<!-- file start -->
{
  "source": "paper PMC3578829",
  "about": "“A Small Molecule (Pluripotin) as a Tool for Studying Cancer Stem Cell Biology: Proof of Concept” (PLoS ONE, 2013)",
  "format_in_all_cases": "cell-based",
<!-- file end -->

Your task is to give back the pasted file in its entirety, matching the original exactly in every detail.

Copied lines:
{
  "source": "paper PMC3578829",
  "about": "“A Small Molecule (Pluripotin) as a Tool for Studying Cancer Stem Cell Biology: Proof of Concept” (PLoS ONE, 2013)",
  "format_in_all_cases": "cell-based",